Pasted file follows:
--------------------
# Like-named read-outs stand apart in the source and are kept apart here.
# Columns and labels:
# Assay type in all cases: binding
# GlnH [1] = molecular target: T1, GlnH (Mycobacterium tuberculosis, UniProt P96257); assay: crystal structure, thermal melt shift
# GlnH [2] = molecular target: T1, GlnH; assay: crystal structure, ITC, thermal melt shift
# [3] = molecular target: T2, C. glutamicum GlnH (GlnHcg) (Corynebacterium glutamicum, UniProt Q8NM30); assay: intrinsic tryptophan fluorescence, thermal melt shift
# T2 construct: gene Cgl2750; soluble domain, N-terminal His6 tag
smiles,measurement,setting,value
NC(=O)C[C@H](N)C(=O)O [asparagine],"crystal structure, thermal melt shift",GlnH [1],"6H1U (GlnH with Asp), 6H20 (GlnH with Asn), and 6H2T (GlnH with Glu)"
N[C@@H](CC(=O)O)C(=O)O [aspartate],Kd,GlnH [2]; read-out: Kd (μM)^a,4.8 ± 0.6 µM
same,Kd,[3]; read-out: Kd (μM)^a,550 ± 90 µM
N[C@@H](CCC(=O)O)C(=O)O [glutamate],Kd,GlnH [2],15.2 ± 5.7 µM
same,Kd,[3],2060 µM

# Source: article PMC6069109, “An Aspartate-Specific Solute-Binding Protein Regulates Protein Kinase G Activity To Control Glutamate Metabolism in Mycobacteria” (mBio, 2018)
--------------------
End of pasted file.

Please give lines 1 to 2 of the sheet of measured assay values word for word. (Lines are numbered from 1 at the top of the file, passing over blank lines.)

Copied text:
# Like-named read-outs stand apart in the source and are kept apart here.
# Columns and labels: